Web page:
This drama centers on Hank Chinaski, the fictional alter-ego of "Factotum" author Charles Bukowski, who wanders around Los Angeles, CA trying to live off jobs which don't interfere with his primary interest, which is writing. Along the way, he fends off the distractions offered by women, drinking and gambling.
Henry Chinaski never cared for the American dream, the thought of needing to become 'something' and fit into the system disgusts him. He believes that life is free and yours to live like ... See full summary »
Recent college graduate Benjamin Braddock is trapped into an affair with Mrs. Robinson, who happens to be the wife of his father's business partner and then finds himself falling in love with her daughter, Elaine.
A psychologically troubled novelty supplier is nudged towards a romance with an English woman, all the while being extorted by a phone-sex line run by a crooked mattress salesman, and purchasing stunning amounts of pudding.
Paul Thomas Anderson
Philip Seymour Hoffman
Lifelong platonic friends Zack and Miri look to solve their respective cash-flow problems by making an adult film together. As the cameras roll, however, the duo begin to sense that they may have more feelings for each other than they previously thought.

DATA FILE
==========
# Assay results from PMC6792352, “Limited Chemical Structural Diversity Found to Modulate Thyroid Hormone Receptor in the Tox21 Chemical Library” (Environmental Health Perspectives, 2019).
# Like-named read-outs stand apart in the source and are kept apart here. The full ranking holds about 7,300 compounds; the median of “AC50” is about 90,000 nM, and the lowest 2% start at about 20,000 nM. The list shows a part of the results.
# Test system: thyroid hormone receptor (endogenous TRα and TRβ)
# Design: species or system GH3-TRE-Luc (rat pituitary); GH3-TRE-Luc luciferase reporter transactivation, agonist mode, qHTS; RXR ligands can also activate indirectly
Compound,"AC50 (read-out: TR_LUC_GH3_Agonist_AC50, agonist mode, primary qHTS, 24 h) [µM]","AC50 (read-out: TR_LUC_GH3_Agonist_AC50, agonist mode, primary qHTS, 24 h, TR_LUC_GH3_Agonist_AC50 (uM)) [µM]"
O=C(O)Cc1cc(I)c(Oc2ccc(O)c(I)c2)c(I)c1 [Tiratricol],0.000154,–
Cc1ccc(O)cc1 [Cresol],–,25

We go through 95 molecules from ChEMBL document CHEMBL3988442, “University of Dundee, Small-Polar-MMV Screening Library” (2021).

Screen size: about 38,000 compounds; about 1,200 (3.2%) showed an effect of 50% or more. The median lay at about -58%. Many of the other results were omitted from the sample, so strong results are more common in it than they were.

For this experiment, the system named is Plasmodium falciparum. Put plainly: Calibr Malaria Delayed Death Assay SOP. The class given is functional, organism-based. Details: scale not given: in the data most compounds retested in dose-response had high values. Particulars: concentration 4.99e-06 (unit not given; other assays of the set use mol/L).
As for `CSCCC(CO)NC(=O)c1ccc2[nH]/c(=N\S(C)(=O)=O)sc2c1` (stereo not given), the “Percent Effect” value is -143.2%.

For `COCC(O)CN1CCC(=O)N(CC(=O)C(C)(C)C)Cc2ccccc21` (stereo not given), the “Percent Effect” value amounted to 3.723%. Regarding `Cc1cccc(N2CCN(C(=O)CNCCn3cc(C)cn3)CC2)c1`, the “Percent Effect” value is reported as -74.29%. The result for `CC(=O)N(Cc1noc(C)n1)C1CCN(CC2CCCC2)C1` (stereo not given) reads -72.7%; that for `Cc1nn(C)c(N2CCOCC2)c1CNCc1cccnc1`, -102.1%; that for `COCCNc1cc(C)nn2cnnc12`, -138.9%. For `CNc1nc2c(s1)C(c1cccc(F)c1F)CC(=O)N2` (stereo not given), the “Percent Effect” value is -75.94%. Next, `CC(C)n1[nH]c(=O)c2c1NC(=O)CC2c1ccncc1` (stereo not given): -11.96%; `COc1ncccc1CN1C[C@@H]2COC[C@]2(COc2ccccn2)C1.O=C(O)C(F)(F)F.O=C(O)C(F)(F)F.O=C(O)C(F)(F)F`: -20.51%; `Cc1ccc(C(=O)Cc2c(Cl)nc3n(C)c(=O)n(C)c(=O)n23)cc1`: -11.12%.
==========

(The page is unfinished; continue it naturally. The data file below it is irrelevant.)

Self-declared aspiring writer Hank Chinaski has neither qualifications, ambition nor ethics. Any dead-end job he lands is soon lost through laziness or mischief. His relationship with fellow deadbeat Jan gets strained to crisis through her insecurity, so he even gives up betting on horses which brought in easy money. Written by
A good film, just not a good Bukowski interpretation.
First, my only gripes with the film are about authenticity. And they're just because I'm a huge fan of Charles Bukowski. I've never thought of Matt Dillon as a "great" actor. But I thought Dillon's role as Bukowski was just okay. I almost can't quite put my finger on it. He looks a decent bit Like Buk, but his actual performance seems almost too much like a mediocre impression. I don't know. It's just not very natural or convincing or something. I'm not an acting coach. He just didn't click with me as Bukow...*ahem*, Chinaski, anyway.
As a whole the film just didn't capture the feel of the Bukowski novel. It seemed too clean for some reason. The whole film just seemed a lot more tame than the literature. His writing captures this great sense of adventure, danger, and a frequent raw vulgarity. But also, it has a very artful heart to it. The movie missed this entirely, in my opinion.
But believe it or not though, I still think it's a good movie. Outside the actual interpretation of Charles Bukowski's novel, it's still fun watch, with generally good performances, and a phenomenal story to have been based on.
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